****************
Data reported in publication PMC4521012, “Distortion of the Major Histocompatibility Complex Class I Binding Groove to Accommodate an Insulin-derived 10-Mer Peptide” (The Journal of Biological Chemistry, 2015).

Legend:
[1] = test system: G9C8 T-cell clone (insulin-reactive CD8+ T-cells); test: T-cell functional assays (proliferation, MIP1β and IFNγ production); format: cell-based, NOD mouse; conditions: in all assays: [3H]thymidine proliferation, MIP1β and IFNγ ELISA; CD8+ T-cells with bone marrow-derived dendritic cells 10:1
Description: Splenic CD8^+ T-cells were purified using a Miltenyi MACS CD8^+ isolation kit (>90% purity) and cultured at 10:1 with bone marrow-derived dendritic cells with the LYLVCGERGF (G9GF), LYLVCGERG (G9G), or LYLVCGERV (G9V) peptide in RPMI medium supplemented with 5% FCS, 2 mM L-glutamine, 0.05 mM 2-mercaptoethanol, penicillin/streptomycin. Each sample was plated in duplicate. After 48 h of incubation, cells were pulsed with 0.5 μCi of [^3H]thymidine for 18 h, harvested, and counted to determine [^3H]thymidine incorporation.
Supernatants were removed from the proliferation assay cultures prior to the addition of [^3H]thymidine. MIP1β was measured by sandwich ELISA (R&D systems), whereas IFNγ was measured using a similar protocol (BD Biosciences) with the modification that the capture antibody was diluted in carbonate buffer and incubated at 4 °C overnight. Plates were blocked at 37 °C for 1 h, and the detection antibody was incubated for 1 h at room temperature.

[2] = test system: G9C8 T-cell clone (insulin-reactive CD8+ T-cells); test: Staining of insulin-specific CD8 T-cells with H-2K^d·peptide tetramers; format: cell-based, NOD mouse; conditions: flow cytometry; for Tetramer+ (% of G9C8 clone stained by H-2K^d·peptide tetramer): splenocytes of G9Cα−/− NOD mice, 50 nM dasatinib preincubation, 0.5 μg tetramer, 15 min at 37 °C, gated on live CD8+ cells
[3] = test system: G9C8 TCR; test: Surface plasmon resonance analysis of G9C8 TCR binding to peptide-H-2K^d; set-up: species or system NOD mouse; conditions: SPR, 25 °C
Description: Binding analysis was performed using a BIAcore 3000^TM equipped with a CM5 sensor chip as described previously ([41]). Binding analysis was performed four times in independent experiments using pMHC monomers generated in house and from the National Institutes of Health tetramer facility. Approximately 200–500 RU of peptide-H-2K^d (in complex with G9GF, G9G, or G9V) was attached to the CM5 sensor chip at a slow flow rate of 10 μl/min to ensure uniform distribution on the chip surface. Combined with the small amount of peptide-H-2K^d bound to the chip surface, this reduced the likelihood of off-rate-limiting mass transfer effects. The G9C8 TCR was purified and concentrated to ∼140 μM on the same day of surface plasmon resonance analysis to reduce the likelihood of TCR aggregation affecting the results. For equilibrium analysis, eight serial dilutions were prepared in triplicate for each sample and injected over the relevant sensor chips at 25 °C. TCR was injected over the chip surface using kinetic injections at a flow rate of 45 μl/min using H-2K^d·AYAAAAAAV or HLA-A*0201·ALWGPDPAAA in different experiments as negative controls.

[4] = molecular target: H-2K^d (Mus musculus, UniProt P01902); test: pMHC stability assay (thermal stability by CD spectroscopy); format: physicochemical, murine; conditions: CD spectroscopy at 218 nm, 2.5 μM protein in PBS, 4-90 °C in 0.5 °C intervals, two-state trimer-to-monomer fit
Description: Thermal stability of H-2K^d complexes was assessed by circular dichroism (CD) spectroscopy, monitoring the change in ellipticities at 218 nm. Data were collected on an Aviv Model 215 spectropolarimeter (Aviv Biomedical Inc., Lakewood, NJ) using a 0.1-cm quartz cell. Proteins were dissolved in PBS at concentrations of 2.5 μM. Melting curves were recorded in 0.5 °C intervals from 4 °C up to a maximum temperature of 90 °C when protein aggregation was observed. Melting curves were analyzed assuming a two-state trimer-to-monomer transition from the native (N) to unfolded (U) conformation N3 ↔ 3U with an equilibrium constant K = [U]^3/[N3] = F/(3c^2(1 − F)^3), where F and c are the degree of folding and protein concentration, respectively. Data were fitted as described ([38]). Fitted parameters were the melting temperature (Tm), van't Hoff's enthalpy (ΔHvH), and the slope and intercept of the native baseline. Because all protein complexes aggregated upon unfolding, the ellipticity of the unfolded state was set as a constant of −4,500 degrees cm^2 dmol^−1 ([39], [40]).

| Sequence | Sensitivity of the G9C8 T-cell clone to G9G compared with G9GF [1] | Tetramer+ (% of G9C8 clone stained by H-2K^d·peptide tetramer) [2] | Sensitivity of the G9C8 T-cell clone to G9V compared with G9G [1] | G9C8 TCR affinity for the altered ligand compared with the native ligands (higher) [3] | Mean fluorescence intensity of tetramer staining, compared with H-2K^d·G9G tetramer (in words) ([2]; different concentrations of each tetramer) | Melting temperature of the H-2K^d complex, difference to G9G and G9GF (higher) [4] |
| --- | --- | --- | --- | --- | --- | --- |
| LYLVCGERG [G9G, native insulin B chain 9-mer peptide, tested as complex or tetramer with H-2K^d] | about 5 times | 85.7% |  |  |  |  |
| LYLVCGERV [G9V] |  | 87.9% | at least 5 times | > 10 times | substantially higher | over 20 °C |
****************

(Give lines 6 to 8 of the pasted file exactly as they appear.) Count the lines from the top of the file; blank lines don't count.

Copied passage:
[2] = test system: G9C8 T-cell clone (insulin-reactive CD8+ T-cells); test: Staining of insulin-specific CD8 T-cells with H-2K^d·peptide tetramers; format: cell-based, NOD mouse; conditions: flow cytometry; for Tetramer+ (% of G9C8 clone stained by H-2K^d·peptide tetramer): splenocytes of G9Cα−/− NOD mice, 50 nM dasatinib preincubation, 0.5 μg tetramer, 15 min at 37 °C, gated on live CD8+ cells
[3] = test system: G9C8 TCR; test: Surface plasmon resonance analysis of G9C8 TCR binding to peptide-H-2K^d; set-up: species or system NOD mouse; conditions: SPR, 25 °C
Description: Binding analysis was performed using a BIAcore 3000^TM equipped with a CM5 sensor chip as described previously ([41]). Binding analysis was performed four times in independent experiments using pMHC monomers generated in house and from the National Institutes of Health tetramer facility. Approximately 200–500 RU of peptide-H-2K^d (in complex with G9GF, G9G, or G9V) was attached to the CM5 sensor chip at a slow flow rate of 10 μl/min to ensure uniform distribution on the chip surface. Combined with the small amount of peptide-H-2K^d bound to the chip surface, this reduced the likelihood of off-rate-limiting mass transfer effects. The G9C8 TCR was purified and concentrated to ∼140 μM on the same day of surface plasmon resonance analysis to reduce the likelihood of TCR aggregation affecting the results. For equilibrium analysis, eight serial dilutions were prepared in triplicate for each sample and injected over the relevant sensor chips at 25 °C. TCR was injected over the chip surface using kinetic injections at a flow rate of 45 μl/min using H-2K^d·AYAAAAAAV or HLA-A*0201·ALWGPDPAAA in different experiments as negative controls.